I’ve written fairly often here about the behaviour of our nearest primate relatives, typically with a view to deflating the idea that there’s something special about the human animal. Of course, there is something special about us. But my contention has always been that our specialness is much more a matter of degree than of kind.
That is, to pick just one felicitously phrased example, I believe that we are specially creative, but not the product of special creation. Our superior mental abilities are extreme versions of similar or analogous abilities in other creatures; these abilities are not one-off gifts from a benevolent creative force, natural or supernatural.
I’m back to this topic thanks to the conjunction of three sources: a book, a journal study, and a popular science article. Although these sources are quite independent, taken together they highlight a number of connected points about primate mental development. And this set of overlapping sources adds yet another layer to the arguments that (1) evolutionary biology is the key to any deep understanding of human nature and behaviour and (2) our proudest achievements are extensions of the skills of other creatures.
The book is Chip Walter’s Last Ape Standing, which I recently reviewed on my other blog. Walter argues that we are lifelong neonates. We are born too soon, for if our large brains were any larger at birth, we would get stuck on our way out into the world. Our immature brains make us extraordinarily plastic learners in our first few years of life, and Walter writes that its our retention of at least part of that plasticity that makes us so open to new experiences and so creative.
What has this got to do with bonobos? Unlike other chimpanzees, bonobos are unusually, actually quite remarkably, social and non-aggressive. Of all animal societies, theirs looks the most like ours, featuring co-operation, sharing, and inclusion. (OK, so that’s how our societies are supposed to work, not how they do work, but that’s another topic altogether.)
The journal article is “Bonobos Exhibit Delayed Development of Social Behavior and Cognition Relative to Chimpanzees,” available here as a PDF. In this study, juvenile and adult bonobos and chimpanzees were observed during food sharing and competition tests. Even the youngest chimpanzees demonstrated a higher level of food competition than did the bonobos.
Most relevant to the current topic is that the behavioural differences seem to correspond to developmental delays in the brains of the bonobos. The researchers controlled for other factors like motivation and comprehension, concluding that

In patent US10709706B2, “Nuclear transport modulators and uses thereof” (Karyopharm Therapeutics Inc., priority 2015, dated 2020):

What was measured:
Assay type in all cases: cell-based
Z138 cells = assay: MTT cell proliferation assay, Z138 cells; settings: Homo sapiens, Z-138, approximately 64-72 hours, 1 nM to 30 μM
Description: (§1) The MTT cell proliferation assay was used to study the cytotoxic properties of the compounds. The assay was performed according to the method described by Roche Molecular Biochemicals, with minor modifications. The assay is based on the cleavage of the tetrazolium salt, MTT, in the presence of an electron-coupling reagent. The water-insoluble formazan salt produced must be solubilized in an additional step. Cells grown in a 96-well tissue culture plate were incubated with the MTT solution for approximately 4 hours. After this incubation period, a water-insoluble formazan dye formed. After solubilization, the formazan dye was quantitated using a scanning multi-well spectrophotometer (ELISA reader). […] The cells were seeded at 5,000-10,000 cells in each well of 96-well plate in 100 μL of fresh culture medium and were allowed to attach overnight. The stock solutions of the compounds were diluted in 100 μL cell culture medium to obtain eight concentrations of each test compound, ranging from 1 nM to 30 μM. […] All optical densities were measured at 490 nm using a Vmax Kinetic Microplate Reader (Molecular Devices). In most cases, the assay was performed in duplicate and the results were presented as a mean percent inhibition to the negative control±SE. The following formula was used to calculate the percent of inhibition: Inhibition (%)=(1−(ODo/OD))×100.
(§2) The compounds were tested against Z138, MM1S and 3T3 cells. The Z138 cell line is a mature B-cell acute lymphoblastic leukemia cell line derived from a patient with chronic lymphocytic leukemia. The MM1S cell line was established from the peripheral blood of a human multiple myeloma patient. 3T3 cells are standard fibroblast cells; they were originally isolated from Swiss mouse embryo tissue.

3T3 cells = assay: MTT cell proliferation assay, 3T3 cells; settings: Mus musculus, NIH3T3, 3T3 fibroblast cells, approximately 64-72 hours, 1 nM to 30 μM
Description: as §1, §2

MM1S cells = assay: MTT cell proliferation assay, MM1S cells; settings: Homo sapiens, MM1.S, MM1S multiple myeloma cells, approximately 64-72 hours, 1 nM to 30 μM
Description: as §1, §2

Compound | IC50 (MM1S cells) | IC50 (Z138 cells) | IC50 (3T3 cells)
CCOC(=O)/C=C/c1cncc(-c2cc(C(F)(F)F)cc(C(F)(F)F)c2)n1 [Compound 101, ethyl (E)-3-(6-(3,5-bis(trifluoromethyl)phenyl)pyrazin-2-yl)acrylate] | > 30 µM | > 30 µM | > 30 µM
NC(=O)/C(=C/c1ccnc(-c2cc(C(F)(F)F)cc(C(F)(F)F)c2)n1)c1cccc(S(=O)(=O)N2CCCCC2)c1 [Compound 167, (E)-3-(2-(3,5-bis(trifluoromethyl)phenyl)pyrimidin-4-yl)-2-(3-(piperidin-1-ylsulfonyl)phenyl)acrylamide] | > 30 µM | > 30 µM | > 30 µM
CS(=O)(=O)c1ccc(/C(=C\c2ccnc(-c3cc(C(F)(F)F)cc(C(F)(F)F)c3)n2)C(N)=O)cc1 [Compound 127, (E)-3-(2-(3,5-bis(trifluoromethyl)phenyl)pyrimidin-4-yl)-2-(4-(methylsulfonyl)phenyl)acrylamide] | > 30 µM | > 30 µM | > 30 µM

The association in bonobos of juvenile levels of tolerance, delayed development of social inhibition, and a pedomorphic cranium suggests that common developmental mechanisms might be responsible for the retention of juvenile traits into adulthood.
Is increased sociability and sharing in bonobos a result of the same kind of process that Walter believes generates human cognitive flexibility? Does an “infantile” brain make for a better primate, of whatever species?
The third source is a popular science article, “Bonobos Will Share With Strangers Before Acquaintances,” published on January 2nd by ScienceDaily. The article does not deal directly with persistent neoteny. Instead, it reports a study that shows a particular, peculiar feature of bonobo sharing behaviour.
“It seems kind of crazy to us, but bonobos prefer to share with strangers,” said Brian Hare, a professor of evolutionary anthropology at Duke University. “They’re trying to extend their social network.” And they apparently value that more than maintaining the friendships they already have.
Test subjects had learned how to open a door to either or both of two adjoining chambers. When subjects entered the enclosure with food, they could eat it all, or they could let in one or both of their companions and share. In the test, one companion was a bonobo known the subject, and the other was a bonobo previously seen only at a distance.
Nine of the 14 animals who went through this test released the stranger first. Two preferred their groupmates. Three showed no particular preference in repeated trials. The third animal was often let in on the treat as well, but more often it was the stranger, not the test subject, who opened the door for them.
Two other versions of the test were run, clarifying that it’s the social contact that motivates the bonobos to share.
Chimpanzees “fail” all of the tests, never choosing to share, and fighting over the food when with another animal.
The bonobo tests are not direct assessments of brain development, but combining these results with the information from the two other sources easily leads to the speculation that developmental “delay” in bonobos contributes to their extreme sociability, in a way similar to the idea that human neoteny contributes to our extreme flexibility and creativity.
It’s one more support for the idea that the way that shared primate characteristics are tweaked or emphasized by natural selection is a key to the development of our most prominent — and admirable — traits.